Commentaire sur l’empreinte écologique

David Orton nous fait un résumé intéressant et utile du livre "Our Ecological Footprint".

Certains points clés du livre sont mentionnés, ainsi que sa propre évaluation critique.


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(photo:Our Ecological Footprint)


Commentary on the
Ecological Footprint

   David Orton
   Green Web
   July 1999


i.gif (173 bytes)ntroduction: I belong to an internet discussion group which is called "left bio". It has been running for over two years now and functions as a forum for people interested in deep ecology and social justice.  Not long ago there was some discussion of the book, 
Our Ecological Footprint
. Not having read this book, but having heard references to the footprint concept, I decided to read it. What follows is a summary of some of the key ideas and my own critical evaluation of them. I think the analysis behind the ecological footprint can be useful to environmental activists in providing some intellectual ammunition to oppose those obsessive promoters of continual economic growth and consumerism. The authors of 
Our Ecological Footprint
show that this is simply unsustainable and that the present North American consumer lifestyle, as model for the rest of the world's population, would require three planets. The implications of this for how we should go about organizing ourselves as environmentalists in Canada are profound.


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(photo: Our Ecological Footprint)


Commentary on the Ecological Footprint

The Ecological Footprint is a helpful concept, useful for teaching, that shows how humans are over exploiting Nature and depleting on a continuous basis what this book refers to as "nature's capital." The lifestyle of the affluent (20% of the world's population) cannot be achieved by the rest of the world; otherwise three such planets would be needed. Hence, the emphasis on economic growth and increasing consumerism is a recipe for certain ecological and social disaster.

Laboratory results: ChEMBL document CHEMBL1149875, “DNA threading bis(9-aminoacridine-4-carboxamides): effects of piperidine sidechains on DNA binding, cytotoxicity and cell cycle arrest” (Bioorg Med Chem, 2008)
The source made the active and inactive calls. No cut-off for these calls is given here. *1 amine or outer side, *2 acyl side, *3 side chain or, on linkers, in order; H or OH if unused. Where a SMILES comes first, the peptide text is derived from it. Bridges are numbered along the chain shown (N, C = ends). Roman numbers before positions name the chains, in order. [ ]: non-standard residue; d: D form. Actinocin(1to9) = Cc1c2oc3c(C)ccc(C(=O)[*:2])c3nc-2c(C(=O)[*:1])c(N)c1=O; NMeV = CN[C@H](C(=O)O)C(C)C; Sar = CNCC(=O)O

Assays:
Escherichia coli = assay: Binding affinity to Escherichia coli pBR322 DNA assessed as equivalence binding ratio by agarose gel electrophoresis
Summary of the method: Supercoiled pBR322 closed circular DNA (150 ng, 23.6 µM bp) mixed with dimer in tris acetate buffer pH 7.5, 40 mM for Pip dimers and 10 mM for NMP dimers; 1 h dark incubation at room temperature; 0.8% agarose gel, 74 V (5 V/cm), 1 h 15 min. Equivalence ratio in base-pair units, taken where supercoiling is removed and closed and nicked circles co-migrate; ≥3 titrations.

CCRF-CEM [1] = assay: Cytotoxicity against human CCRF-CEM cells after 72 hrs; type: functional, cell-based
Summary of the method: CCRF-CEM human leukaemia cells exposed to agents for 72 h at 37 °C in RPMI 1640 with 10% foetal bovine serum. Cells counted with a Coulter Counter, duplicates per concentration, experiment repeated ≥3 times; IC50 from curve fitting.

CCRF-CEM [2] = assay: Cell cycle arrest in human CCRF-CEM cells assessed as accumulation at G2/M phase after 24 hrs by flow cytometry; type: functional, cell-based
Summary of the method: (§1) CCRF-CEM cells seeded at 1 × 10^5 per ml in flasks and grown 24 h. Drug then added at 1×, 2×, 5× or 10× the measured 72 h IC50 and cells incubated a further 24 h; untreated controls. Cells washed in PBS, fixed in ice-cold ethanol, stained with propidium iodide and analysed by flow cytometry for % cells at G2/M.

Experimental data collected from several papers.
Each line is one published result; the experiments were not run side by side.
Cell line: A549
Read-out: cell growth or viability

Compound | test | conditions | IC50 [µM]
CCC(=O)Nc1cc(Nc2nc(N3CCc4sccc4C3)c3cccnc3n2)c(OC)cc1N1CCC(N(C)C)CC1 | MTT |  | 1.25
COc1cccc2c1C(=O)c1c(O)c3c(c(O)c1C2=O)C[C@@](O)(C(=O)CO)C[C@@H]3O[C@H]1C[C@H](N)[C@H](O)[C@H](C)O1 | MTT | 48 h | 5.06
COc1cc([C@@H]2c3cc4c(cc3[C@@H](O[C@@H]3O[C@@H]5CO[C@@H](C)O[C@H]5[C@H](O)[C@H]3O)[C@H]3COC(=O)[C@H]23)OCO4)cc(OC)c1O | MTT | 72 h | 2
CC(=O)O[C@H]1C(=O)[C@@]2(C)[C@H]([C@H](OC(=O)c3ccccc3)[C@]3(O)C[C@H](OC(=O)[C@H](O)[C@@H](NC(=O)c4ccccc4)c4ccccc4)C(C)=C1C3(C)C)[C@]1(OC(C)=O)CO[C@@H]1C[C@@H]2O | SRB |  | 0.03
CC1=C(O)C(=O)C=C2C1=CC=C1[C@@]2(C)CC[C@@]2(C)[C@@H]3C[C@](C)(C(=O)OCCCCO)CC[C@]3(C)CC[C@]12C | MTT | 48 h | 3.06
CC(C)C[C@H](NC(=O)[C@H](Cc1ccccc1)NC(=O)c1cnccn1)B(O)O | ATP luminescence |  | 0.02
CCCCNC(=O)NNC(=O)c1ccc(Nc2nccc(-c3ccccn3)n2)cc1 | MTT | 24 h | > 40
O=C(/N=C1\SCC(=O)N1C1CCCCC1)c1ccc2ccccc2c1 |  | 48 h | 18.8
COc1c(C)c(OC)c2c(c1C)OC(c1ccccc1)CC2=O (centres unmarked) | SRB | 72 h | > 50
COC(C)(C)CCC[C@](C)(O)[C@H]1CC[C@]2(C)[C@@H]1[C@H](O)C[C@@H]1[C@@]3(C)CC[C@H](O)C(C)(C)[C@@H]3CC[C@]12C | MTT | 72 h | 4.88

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(photo: Our Ecological Footprint)

The following quotes from this book give a flavour of the position being advanced: "If we are to live sustainably, we must ensure that we use the essential products and processes of nature no more quickly than they can be renewed, and that we discharge wastes no more quickly than they can be absorbed." p.7

"Starting from the Brundtland definition, we argue that, conceptually, sustainability is a simple concept: it means living in material comfort and peacefully with each other within the means of nature." p.32

"Ecological Footprint is the land (and water) area that would be required to support a defined human population and material standard indefinitely." Glossary, p.158

"The present Ecological Footprint of a typical North American (4-5 ha) represents three times his/her fair share of the Earth's bounty. Indeed, if everyone on Earth lived like the average Canadian or American, we would need at least three such planets to live sustainably." p.13

The authors make the point that the "limits-to-growth" debate of the 70's was about "non-renewable resources", whereas they focus on declining "renewable natural capital" like forests, fish, clean water and soil (See p.63). I guess here in Canada we could say that industrial forestry, using the authors language, makes a renewable "resource" non-renewable. Many ecocentrists try to avoid using the term "resource" because it implies a human-centered universe, that Nature is a "resource" for human/corporate use, and the whole taken-for-granted world view of resourcism.